I can see this being used for so many things and am racking up
Dec 16, 2018 rated it it was amazing
An extraordinary read with essays on how food has done so much for us in both connecting us and keeping us apart. Covers a range of items such as how calling restaurants "ethnic" is another way of labeling food made by a group as "other" to how the crafting of milk and cheese brings those in a Mexican and Mennomite community together. Who knew an article about coffee could spawn such strong feelings?
Sep 05, 2020 rated it liked it
Shelves: food-literature
Chris Ying, the editor of the book, described the title You and I Eat the Same as a "personal experiment" to see if food indeed could help connect us to one another. We may not eat "exactly the same" but perhaps the similarities outweigh the differences.

One of the authors, Aralyn Beaumont, does her best to help Ying's personal experiment, contributing several essays to the collection: Everybody Wraps Meat in Flatbread explores how people the world over like to wrap meat in some kind of cooked d
Brooke Everett
Sep 22, 2019 rated it it was amazing
Shelves: food
Like an expanded issue of the dearly beloved Lucky Peach (RIP), this collection of essays is a timely exploration of how good food is a common thread between all cultures. Immigration and the spread of ingredients, ideas, and techniques are at the core of cuisine. Accented with gorgeous photos, these topics are also downright fun (at least to my inner culinary anthropologist).

I knew I would love this book when I opened it to a random page and was greeted by a one-page essay entitled, "Cilantro I
Jun 13, 2018 rated it really liked it  ·  review of another edition
I received a DIGITAL Advance Reader Copy of this book from #NetGalley in exchange for an honest review.
From the publisher ---

Dispatches is an inspired and ambitious collaboration between MAD, the international nonprofit organization founded by noma chef/co-owner René Redzepi and Lucky Peach cofounder/editor in chief Chris Ying. Each edition of this new series of single-subject books will encourage readers to think about food in new ways and take action to make food better. Each book will unpac
Nov 10, 2019 rated it really liked it
Shelves: non-fiction, food
I was intrigued by the premise of the collection - shared habits and practices in food - particularly having mostly read about differences in cuisines often taking the central space in food-related writings. It did not disappoint.

Every essay takes a different approach on the 'common factors', with some talking about shared ingredients, others about shared techniques, eating habits, operations chain, philosophy or marketing behind food among others. Each of them approach their matter and narrati
Scott Thomas
Sep 30, 2020 rated it really liked it
I wish I could give this book 4.5 stars because 5 seems too high and 4 too low.

This book is a collection of food-related essays, so there is a wide variety of topics within the book. There are definitely highs and lows when comparing essays, but the vast majority were well written and interesting. Maybe it's because I'm not a scientist, but reading 10 pages about the chemical reactions in the process of fire was very dry.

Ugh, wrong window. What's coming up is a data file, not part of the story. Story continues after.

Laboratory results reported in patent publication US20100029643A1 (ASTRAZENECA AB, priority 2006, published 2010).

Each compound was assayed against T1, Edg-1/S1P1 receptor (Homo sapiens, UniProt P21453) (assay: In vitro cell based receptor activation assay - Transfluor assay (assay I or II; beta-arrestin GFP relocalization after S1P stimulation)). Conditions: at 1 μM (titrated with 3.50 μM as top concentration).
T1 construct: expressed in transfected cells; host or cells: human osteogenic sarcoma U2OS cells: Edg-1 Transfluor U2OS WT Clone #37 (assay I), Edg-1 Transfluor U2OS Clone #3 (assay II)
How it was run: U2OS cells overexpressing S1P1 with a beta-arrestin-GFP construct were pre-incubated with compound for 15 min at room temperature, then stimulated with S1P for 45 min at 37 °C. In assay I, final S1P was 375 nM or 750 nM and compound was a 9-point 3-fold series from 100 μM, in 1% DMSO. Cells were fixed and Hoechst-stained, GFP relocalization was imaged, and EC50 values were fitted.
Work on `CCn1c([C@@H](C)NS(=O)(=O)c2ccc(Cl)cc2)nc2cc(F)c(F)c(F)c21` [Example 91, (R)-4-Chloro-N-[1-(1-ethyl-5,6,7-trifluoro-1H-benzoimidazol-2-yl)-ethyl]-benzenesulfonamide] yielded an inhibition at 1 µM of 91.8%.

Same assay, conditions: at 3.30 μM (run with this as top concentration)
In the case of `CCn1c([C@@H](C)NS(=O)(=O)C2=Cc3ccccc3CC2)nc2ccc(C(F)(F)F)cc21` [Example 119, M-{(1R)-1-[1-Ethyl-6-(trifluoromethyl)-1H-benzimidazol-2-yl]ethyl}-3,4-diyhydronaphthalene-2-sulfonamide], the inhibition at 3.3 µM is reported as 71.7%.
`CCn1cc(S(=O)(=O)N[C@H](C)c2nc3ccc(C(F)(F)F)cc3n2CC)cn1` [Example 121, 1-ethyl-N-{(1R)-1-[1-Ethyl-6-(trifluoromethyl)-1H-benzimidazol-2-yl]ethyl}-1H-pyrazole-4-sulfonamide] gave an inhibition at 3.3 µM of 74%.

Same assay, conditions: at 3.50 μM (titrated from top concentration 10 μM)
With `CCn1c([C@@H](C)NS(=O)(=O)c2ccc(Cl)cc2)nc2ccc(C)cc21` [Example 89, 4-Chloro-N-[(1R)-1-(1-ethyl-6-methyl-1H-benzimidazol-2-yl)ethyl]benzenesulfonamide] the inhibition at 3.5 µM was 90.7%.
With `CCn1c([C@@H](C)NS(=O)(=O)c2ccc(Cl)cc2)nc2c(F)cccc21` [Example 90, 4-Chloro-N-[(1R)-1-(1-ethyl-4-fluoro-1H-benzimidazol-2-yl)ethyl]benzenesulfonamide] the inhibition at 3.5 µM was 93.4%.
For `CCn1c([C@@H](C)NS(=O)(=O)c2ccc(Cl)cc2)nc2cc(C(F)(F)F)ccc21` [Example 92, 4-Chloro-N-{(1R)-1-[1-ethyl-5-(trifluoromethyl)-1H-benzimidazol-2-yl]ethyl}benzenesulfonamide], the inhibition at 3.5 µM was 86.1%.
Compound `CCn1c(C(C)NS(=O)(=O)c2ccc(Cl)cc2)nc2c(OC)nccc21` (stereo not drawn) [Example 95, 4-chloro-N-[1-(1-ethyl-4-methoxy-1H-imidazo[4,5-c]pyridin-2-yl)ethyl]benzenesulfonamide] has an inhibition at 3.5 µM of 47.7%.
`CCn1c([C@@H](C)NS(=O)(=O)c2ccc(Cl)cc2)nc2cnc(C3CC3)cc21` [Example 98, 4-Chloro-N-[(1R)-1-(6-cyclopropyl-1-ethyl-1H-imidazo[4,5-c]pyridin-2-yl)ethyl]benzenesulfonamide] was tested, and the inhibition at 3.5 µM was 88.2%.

On the flip side, the essay talking about what "ethnic food" in America was
Dec 04, 2018 rated it really liked it
Thank you Netgalley and a very special thanks to Workman Publishing. The first copy of the ARC I received was a pdf and I couldn’t read it on my Kindle. The publisher was kind enough to send me a print copy, which is beautiful by the way and has lots of great photos, to make it easier. The premise of the book is we all eat similar items, but they go by different names and various forms. Each story is written by a different food expert.

The first story profiles flatbreads. In India, they call it t
Jill Blevins
Mar 09, 2019 rated it liked it
Did this book get such amazing reviews because everyone is obsessively in love with Rene Redzepi? This book is like a special issue of The New Yorker, with all the cool kids writing their favorite foodie stories and memories and, well, lists. It's actually not as good as a special issue of The New Yorker because there is no Jane Meyer, no John McPhee, nobody except the famous, beautiful, extremely nice Danish guy who writes something you've probably read already at least a few times.

I guess I w
Chyler Lingo
May 17, 2020 rated it really liked it
my minor complaints: some of the stories are better than others (this is expected in this kind of collection), and some of the information was a bit more surface-level than I expected (my expectation, meaning this doesn't necessarily implicate the book itself).

what i liked: pretty, really well designed and photographed. succinct, there's some really heavy / thick discussion happening here that is so nicely, simply, and clearly conveyed (culinary appropriation in krishnendu ray's "culinary diffe
Sep 20, 2018 rated it liked it
Shelves: amazon-reviewed
You and I Eat the Same by Chris Ying, et. al. is a free NetGalley ebook that I read in early September.

This book has a cover and compilation style that reminds me a whole lot of a high school textbook; mainly with topics on how food defines us as individuals and within global cultures; filled flatbreads; origins of foods; migration and similar movement/transfer of food-related labor and practices; cooking techniques and using heat; profiles of chefs/cooks/business owners; as well as the problema